Light a fire or not?
PURPLE SHADES - Letty Jacinto-Lopez (The Philippine Star) - May 16, 2016 - 10:00am

Finally, we agree with the rest of the world that smoking kills.  However, in countries like those in the Caucasus Mountains (Azerbaijan, Georgia, Armenia), Iran, Russia, China, and India, smoking still commands a big following.

Smoking still connotes sophistication.  “It’s the first step to heaven, along with a shot of martini or a cup of freshly brewed java mocha,” claimed a smoker.  It doesn’t help when your own friends swear that it’s the only vice worth keeping.  “A cigarette is a loyal companion, next to my delightful mascot.”

Some believe that no one has ever been more steadfast than a lighted stick because it never gazes away, in boredom.  It even bears the weight of your stupidity because how else have you kept your wits about when you hurled that cigarette in disgust at being duped, betrayed or simply caught with your guard down?  A cigarette is like your alter ego encased in a carton box. 

A lighted cigarette inspires lucid thoughts, sharpening the senses and reflexes. That’s how celebrated authors penned their best sellers.  Those burnt stubs gave rise to plots and storylines filled with romance, intrigue, and noble ideals.      

“On the contrary!” came the vehement protest from the opposite camp.  “Abstinence from smoking is the reason why some women have remained youthful, keeping that silky, porcelain skin through several generations.”  It has nothing to do with scientific breakthroughs either.  It’s just a proven fact that any dark stuff glowing through a woman’s system could never be good.

Yellowed gums, foul breath, decaying incisors, canines, molars, and jaundiced fingertips are just as loathsome.

Do you remember Hollywood’s femme fatale of the 50s, Lauren Bacall?  She glamorized smoking in many of her film noir with another legendary actor, her husband Humphrey Bogart (he died of esophagus cancer due to heavy smoking).  She won legions of fans with her sultry looks and distinctive voice.  She stood languorously by a doorpost and, in a husky tone, would ask, “Do you have a light?”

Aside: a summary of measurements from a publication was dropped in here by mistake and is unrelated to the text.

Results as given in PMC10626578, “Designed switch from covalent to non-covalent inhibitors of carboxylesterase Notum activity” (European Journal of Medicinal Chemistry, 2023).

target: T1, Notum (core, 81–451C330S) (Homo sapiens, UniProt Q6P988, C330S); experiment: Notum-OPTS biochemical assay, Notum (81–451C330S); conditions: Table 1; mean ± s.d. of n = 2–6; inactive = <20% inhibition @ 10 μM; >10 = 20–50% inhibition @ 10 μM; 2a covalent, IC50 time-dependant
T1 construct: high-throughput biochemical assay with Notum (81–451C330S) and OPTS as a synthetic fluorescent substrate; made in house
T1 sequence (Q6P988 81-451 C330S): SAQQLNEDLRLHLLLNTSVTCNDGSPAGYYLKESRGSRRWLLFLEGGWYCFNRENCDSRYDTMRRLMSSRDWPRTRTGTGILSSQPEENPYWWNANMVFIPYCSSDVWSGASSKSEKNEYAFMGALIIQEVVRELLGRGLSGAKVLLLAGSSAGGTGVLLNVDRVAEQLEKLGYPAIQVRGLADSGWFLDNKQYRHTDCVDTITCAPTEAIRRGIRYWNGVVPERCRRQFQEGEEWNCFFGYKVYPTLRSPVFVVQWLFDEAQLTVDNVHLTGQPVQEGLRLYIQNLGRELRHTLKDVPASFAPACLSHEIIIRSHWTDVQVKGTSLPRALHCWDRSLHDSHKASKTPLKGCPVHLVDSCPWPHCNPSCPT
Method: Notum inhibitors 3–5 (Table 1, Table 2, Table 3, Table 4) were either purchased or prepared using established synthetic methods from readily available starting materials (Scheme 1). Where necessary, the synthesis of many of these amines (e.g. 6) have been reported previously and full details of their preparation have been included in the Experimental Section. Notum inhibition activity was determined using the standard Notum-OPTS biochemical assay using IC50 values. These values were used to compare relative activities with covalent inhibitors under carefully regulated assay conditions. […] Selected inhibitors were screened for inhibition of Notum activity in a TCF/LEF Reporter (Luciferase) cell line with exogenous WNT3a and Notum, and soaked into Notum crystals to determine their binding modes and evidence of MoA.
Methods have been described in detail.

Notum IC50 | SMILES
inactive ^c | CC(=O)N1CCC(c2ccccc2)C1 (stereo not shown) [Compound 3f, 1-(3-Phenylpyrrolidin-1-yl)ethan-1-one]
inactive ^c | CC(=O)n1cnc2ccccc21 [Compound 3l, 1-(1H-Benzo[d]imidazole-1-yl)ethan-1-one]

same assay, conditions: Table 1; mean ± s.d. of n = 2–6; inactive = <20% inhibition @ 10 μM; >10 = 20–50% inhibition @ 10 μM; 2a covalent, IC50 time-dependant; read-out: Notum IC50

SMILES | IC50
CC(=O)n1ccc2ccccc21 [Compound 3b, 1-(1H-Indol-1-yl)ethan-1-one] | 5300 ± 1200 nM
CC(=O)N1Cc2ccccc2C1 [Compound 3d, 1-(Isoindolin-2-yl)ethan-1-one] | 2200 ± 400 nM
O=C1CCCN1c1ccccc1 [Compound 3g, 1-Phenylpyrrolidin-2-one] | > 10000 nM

Remember that helpless feeling of not being able to do anything when your friend lost his life (and his shirt) because of this addiction?  It was a grievous, senseless waste of time, talent, and opportunity.    

In school, my headstrong classmates used to hide in toilet cubicles to practice puffing without choking.  On a dare, I also lighted a cigarette called Eve with dainty flowers stamped on every tip.  Whoa!  The leathery taste of the tobacco lingered in my tongue for days.

And what about the cigar smoking rooms that served the best cognac with a library of smoking accoutrements?  That brought out clearly the perils of tobacco.  The chronic cough, the shortness of breath, and loss of the sense of taste.  It can transform any room from a bouquet of aromatic fragrances to a thick, polluted fog of pungent air. 

Breakthroughs in science claim that it’s easier to kick the habit now.  Nicotine patch, low-calorie candies, group therapy, and the latest electronic cigarettes called e-cigs, a battery-powered, cigarette-shaped device that converts liquid nicotine into a mist or vapor, inhaled by the user.  E-cigs are touted to remove or filter the harmful chemicals like carbon monoxide or tar.  Is it any healthier?  Maybe, but traditional smokers won’t substitute the smell, touch, and taste of packed tobacco for virtual cigarettes.

For me, anyone can smoke so long as you do it outside my house and never in an enclosed space.  Stay in the garden but no butts on my hedges, please.

My namesake, Letitia “Tish” Baldrige, an American etiquette expert and PR practitioner who served as Jackie Kennedy’s social secretary in the White House, gave this smoking etiquette:  “If you don’t like smoking in your house, warn guests.  At the moment of extending the invitation, say, ‘I feel I should tell you we don’t smoke at home.’ Don’t justify or make any further explanations.  Your guest will have the option to accept or decline.”  Don’t post a “No smoking” sign in the house, it’s tacky.

The worse smoking offenders are those who smoke in a windowless bathroom, leaving an odor that would take months to dissipate.  If you must smoke, borrow an ashtray or any glazed dish and step outside.

Inside the car and in a lift, cigarette smoking in a small space is misery for those who inhale the secondhand smoke.  It takes only seconds for the elevator to take you to your desired floor.  Surely, you can wait.

 Never encourage children to smoke even if it’s considered an indigenous, homegrown habit or pastime like that two-year-old toddler who smoked 40 cigarettes a day and threw a tantrum if he didn’t get his sticks.

Keep smokers away from pregnant or nursing mommies.  

To light or not to light?  That’s the question.

 If you ask me, I’d throw the matches away.

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